[extracted from Georgian Lewes, 1714-1830, The Heyday of a County Town by Colin Brent]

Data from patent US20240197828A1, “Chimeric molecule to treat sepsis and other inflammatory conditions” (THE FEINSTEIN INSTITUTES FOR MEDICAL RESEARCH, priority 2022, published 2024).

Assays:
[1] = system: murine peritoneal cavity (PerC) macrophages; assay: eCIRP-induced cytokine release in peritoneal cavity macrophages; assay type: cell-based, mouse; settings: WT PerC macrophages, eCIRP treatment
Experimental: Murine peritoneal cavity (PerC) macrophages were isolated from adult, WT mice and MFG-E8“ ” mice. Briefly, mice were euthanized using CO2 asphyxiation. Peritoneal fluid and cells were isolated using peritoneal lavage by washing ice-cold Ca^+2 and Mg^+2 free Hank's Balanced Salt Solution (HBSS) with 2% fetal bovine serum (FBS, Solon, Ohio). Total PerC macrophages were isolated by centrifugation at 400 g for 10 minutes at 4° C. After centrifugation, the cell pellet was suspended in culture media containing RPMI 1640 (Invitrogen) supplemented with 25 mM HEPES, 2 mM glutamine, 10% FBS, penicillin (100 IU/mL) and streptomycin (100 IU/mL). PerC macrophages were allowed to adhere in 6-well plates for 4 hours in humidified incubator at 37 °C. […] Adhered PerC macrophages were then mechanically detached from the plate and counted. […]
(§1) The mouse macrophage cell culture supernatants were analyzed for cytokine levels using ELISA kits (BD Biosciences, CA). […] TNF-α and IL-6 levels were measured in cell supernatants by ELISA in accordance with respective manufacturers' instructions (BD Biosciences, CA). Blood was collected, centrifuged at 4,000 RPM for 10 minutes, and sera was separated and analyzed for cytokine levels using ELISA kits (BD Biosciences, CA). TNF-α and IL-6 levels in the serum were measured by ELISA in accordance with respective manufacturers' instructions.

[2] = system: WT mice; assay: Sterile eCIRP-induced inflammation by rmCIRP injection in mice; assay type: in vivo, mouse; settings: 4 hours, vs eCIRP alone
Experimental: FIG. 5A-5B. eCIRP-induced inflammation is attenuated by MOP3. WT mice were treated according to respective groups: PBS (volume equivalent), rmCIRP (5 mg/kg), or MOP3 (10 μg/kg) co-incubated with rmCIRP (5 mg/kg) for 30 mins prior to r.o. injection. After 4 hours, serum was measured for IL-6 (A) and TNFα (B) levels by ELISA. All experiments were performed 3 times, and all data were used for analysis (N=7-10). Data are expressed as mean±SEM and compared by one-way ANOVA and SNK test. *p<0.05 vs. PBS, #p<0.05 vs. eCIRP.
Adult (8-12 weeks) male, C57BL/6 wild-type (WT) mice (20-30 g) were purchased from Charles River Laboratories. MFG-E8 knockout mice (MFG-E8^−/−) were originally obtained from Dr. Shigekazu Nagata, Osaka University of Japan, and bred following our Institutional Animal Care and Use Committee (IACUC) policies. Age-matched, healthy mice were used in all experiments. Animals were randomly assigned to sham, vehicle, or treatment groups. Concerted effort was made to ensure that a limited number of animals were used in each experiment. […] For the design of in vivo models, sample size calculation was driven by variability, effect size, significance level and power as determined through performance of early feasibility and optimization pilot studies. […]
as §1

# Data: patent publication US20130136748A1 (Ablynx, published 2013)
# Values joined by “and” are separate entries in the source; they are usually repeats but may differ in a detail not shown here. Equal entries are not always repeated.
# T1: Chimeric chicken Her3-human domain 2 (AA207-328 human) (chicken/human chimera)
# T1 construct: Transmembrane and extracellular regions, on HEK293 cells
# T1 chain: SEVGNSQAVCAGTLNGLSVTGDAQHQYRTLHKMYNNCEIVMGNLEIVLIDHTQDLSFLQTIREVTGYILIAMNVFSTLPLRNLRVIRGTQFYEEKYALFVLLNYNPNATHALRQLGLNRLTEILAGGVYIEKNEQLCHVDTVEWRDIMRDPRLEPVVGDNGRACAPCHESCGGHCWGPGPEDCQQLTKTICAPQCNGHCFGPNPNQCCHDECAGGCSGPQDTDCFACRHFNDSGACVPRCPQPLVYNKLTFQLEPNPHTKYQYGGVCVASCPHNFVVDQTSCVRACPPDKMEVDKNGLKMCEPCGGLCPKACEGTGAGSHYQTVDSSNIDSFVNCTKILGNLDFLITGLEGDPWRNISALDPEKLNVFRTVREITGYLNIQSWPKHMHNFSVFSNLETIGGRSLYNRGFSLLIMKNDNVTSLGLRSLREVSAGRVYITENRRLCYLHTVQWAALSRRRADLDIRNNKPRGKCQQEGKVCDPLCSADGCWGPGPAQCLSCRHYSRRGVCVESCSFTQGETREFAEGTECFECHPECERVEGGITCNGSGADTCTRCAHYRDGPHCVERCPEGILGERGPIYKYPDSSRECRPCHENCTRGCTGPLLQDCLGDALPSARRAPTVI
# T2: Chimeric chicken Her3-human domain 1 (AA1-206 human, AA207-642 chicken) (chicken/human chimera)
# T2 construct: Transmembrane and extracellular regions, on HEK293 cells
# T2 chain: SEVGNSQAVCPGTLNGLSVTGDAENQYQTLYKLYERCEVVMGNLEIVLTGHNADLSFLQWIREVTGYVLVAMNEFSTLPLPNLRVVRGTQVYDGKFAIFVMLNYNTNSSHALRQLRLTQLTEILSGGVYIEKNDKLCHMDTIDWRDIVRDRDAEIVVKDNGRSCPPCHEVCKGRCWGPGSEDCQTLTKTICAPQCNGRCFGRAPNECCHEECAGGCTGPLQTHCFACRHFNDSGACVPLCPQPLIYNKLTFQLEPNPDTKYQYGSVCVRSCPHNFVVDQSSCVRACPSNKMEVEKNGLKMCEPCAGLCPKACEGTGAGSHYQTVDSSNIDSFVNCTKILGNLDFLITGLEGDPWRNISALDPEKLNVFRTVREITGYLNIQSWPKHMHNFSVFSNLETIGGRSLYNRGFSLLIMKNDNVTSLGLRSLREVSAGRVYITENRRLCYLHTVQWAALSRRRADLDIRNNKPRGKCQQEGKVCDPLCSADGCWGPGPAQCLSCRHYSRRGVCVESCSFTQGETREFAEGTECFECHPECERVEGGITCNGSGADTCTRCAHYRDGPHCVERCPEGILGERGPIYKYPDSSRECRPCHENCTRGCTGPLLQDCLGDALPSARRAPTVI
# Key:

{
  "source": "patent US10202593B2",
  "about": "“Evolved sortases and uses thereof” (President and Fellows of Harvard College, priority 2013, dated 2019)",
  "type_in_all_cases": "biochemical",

"Less edifying was the contest at Lewes in 1807. Between Tuesday 12 May and Thursday 28 May 5019 freeholders cast 4333 votes for the Westerner Charles Wyndham, 2530 for John Fuller of Brightling, and 2473 for Colonel Sergison of Cuckfield. The Easterners clashed over Emancipation for Roman Catholics and West Indian slaves. The High-Tory Folly-building Fuller opposed both. The moment the polling ended, the Mobility tore apart the hustings by the Sessions House and carried the fragments away, claiming "immemorial" custom. It greeted the result - Sergison being the "popular" candidate, by tossing rotten eggs into the balconied Great Room at the White Hart, Fuller's campaign headquarters. Sergison then spoke from a window of the Star, assuring his partisans that a Sheriff's scrutiny of the poll would overturn Fuller's trivial majority. So they dragged the Colonel and his carriage in triumph up the High Street, to rendezvous at the barracks with Whig confederates marching in from Brighton. Though the Sheriff refused a scrutiny, Fuller's victory had proved expensive. As well as the No Popery favours, he paid for almost 2000 dinners at the White Hart, and as many at the Dorset Arms, "an East Country House" popular with freeholders from Hastings Rape."